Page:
Donbass Humanitarian Aid, Part 19

Here is the report on the trip to the Donbass in December of 2017 and everything we’ve done since then until mid-March.
I wanted to write this was one of the hardest trips, but then I read earlier reports and realized they are all like that. Though the first visits were dangerous in the direct meaning of the word, since we saw rocket fire and were practically making deliveries under fire as in the besieged Pervomaysk. Just being in LPR was dangerous. Now, of course, it’s different, though things tend to get…complicated. But now we face other problems. Mostly psychological in nature.
We are ordinary people, and our entire team consists of people who were never psychologists or physicians or even volunteers. and sometimes it’s hard to come to grips with the reality of what’s happening. Like human villainy and treachery. Many other things. It’s hard to accept things you can’t change.

First, I want to thank my friends. Both Zhenyas and Lena. People without whom none of this would be happening. It so happened that fate brought us all together, and it seems that it was something independent of us and what we wanted. Thank you, friends. Thank you for being who you are. So earnest and good. Caring and wanting to help. Thank you for being on my life’s path.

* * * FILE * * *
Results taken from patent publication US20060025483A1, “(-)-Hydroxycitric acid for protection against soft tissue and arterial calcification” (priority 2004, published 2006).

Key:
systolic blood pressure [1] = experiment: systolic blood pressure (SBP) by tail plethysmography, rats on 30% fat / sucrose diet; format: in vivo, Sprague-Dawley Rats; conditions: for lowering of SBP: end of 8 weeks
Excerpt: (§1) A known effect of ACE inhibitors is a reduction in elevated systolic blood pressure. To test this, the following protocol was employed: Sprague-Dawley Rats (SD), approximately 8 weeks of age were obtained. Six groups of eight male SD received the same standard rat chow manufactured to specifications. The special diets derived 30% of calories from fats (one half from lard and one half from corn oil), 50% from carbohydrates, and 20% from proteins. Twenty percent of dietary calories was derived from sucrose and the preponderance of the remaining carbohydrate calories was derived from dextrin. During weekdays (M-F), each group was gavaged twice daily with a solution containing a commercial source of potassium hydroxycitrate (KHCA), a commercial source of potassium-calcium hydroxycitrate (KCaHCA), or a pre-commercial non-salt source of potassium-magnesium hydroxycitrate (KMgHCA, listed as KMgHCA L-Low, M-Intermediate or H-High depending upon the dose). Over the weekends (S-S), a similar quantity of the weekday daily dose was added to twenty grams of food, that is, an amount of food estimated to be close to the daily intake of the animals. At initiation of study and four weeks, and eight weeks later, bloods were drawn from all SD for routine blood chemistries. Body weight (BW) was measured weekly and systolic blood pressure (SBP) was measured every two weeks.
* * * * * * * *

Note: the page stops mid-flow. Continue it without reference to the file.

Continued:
I think we give much to each other. Very, very much.

I want to say thanks to everyone who helps us make aid possible.
Sasha–my Sasha. Who is always on call and helps us in Moscow with logistics, delivery, loading, and purchasing of medications for people under our care. I don’t know what I’d do without her.
Seryozha. Who seems capable of finding that needle in a haystack, and at the best price in the world.
Natasha. She’s jumped in to help not only financially but also psychologically so many times that I realized I now have a friend, even though with age it may seem that it’s difficult to find really close people among adults.
Fate brought me together with many amazing people, and I could thank them without end just for the fact of their existence.
Huge thanks to Mikhail who constantly and stubbornly continues to translate all my posts about the Donbass into English. I call Mikhail our group’s angel). Thanks also to Alyona for her  awesome translations into Italian. Thank you for being there.